The aim of Language Infrastructure made Accessible (LIA) was to gather as many recordings as possible from the four universities: the University of Oslo, the University of Bergen, the University of Tromsø and the Norwegian University of Science and Technology.
Tape with soundsignal above and a sky above that.
Photo: Tekstlaboratoriet, illustrasjon.
About the Project
During the last 60 years speech recordings for various purposes, mainly dialect and onomastic research, have been made across Norway by Norwegian universities, covering many Norwegian and Sami varieties.
While some of these have now been digitised and catalogued in a systematic manner, others lie in archive cabinets and drawers. Many of them are in danger of being destroyed.
The recordings gathered by the project was digitised by the National Library, and then inventorised and catalogued. The most interesting recordings of good audio quality was further processed by the LIA project. They were transcribed, tagged, parsed, and of course text-sound synchronised.
Finally, the audio files and the transcribed recordings was posted in the New Glossa, a user-friendly corpus search interface. The recordings and transcriptions is also freely available via a download page.
The recordings in the LIA is of two types:
Diachronic data: Dialect recordings from throughout Norway, including recordings in Sami.
Norwegian in America: Recordings from fieldwork in America from 1931 to present.
The goal of the Language Infrastructure made Accessible (LIA) project is to adapt currently unavailable Norwegian and Sami language data into a user-friendly research infrastructure that will be accessible to researchers, industry and a larger audience al ike. Without this kind of infrastructure Norwegian industry and academia will be delayed in developing urgently needed technology like Norwegian and Sami software for speech and language recognition and production, machine translation, and dialogue system s. Both technological and philological research (for the improvement of dictionaries, grammars, and text books) and development depend on efficient available methodology, and the LIA infrastructure will provide a solid step forward to achieve this. All so cietal groups of all ages will benefit from better language technology, for example for getting correct information in one's own language on the internet. People with disabilities are a group that will benefit from better dialogue systems that include aut omatic speech recognition and synthesis.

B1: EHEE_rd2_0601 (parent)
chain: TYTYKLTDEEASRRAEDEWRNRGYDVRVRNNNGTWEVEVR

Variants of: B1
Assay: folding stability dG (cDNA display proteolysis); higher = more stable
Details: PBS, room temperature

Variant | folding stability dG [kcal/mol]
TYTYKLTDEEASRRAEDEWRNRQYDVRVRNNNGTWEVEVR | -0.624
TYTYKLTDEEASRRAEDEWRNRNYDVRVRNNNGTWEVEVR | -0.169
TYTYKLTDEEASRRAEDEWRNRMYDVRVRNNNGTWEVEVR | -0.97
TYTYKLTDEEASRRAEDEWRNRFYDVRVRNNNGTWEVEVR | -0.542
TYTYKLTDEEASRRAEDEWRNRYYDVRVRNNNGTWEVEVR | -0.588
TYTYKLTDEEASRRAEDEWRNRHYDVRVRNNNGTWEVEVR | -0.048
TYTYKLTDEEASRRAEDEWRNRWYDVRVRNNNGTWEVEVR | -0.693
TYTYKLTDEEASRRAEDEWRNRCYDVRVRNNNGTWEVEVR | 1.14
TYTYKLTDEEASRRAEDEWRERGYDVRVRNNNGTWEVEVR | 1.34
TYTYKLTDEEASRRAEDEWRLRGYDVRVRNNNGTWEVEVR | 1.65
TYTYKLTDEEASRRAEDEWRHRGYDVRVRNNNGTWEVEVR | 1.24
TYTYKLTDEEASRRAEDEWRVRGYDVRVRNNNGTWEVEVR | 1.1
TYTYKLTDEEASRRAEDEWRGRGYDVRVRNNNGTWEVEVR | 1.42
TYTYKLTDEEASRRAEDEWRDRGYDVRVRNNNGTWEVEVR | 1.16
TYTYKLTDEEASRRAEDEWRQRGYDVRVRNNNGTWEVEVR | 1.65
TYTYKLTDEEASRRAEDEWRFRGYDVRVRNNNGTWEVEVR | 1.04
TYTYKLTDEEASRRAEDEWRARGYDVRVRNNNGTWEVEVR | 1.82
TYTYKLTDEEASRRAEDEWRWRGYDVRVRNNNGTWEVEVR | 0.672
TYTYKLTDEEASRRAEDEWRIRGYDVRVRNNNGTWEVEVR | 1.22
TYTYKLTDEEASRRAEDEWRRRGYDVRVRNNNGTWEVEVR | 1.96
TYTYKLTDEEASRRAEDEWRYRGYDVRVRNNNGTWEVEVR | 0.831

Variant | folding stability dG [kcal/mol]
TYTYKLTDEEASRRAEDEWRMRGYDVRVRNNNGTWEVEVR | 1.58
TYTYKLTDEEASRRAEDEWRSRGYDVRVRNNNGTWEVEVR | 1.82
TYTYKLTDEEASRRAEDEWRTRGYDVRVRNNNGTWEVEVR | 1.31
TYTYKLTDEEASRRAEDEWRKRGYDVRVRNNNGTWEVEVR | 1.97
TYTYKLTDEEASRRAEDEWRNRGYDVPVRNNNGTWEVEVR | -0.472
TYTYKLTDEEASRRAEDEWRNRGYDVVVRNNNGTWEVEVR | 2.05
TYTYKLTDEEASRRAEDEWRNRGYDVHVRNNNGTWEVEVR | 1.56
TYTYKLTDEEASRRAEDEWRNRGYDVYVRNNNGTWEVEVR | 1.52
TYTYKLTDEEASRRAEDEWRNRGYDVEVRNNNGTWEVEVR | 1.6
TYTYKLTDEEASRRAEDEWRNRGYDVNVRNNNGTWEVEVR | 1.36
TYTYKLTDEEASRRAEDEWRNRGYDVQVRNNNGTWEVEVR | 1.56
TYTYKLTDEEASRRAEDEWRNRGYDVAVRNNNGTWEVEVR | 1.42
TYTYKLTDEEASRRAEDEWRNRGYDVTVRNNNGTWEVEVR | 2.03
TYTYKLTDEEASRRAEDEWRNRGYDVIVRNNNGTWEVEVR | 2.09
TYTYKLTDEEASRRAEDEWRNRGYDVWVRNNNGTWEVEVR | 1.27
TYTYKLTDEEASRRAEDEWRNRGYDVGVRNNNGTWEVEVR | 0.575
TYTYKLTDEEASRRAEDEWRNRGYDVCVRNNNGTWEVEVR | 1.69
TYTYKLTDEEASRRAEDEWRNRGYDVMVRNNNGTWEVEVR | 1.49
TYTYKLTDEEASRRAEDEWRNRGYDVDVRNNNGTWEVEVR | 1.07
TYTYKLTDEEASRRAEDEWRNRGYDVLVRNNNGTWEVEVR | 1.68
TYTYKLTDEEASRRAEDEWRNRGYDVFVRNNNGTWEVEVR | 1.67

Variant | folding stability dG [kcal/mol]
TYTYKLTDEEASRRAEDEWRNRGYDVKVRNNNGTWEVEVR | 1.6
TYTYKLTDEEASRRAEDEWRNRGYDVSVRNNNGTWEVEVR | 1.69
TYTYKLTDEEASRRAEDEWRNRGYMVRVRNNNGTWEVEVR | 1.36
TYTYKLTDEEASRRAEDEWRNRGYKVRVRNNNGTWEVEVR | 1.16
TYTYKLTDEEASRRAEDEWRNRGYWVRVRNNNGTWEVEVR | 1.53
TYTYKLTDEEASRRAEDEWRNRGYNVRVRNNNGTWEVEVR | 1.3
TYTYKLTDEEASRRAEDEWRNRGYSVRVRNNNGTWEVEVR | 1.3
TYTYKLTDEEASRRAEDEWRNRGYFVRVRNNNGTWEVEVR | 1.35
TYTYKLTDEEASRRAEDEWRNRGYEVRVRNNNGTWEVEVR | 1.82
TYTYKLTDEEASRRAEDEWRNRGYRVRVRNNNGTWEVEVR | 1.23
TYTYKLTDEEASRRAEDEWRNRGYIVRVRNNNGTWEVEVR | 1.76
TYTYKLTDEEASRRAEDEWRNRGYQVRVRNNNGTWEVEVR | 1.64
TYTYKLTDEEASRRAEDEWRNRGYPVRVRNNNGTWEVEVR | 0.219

The project leader is a renowned professor of linguistics and an experienced leader, who is part of the core group of the recently opened Centre of Excellence at the UiO, Center for Multilingualism in Society acros s the Lifespan (MultiLing), which will offer an excellent international and scientific environment for a collaborative infrastructure project of this scale.
The LIA project is further strengthened by its extensive national and international collaborative scheme, being a joint effort of the UiO, UiB, UiT and NTNU, plus Norsk Ordbok 2014, the National Library and UNINETT Sigma, with international partners including Humboldt University, University of Wisconsin and Pennsylvania State University, USA, plus the universities of Odense, Uppsala and Gothenburg.
LIA will develop an advanced scientific database with digitised sound files, systematised meta-information on informants, place, linguistic properties,etc.